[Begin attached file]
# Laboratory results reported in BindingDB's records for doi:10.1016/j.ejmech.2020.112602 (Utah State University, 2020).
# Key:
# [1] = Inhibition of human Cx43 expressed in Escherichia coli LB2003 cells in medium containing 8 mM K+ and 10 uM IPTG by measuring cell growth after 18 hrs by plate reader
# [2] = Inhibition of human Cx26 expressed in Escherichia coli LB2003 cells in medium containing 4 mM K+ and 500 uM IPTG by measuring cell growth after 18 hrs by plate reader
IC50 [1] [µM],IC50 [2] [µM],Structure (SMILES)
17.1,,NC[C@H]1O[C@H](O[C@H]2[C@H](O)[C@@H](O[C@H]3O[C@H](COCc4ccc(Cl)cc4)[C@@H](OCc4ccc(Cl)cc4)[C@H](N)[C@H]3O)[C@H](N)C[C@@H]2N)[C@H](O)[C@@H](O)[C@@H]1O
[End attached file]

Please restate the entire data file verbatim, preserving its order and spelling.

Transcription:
# Laboratory results reported in BindingDB's records for doi:10.1016/j.ejmech.2020.112602 (Utah State University, 2020).
# Key:
# [1] = Inhibition of human Cx43 expressed in Escherichia coli LB2003 cells in medium containing 8 mM K+ and 10 uM IPTG by measuring cell growth after 18 hrs by plate reader
# [2] = Inhibition of human Cx26 expressed in Escherichia coli LB2003 cells in medium containing 4 mM K+ and 500 uM IPTG by measuring cell growth after 18 hrs by plate reader
IC50 [1] [µM],IC50 [2] [µM],Structure (SMILES)
17.1,,NC[C@H]1O[C@H](O[C@H]2[C@H](O)[C@@H](O[C@H]3O[C@H](COCc4ccc(Cl)cc4)[C@@H](OCc4ccc(Cl)cc4)[C@H](N)[C@H]3O)[C@H](N)C[C@@H]2N)[C@H](O)[C@@H](O)[C@@H]1O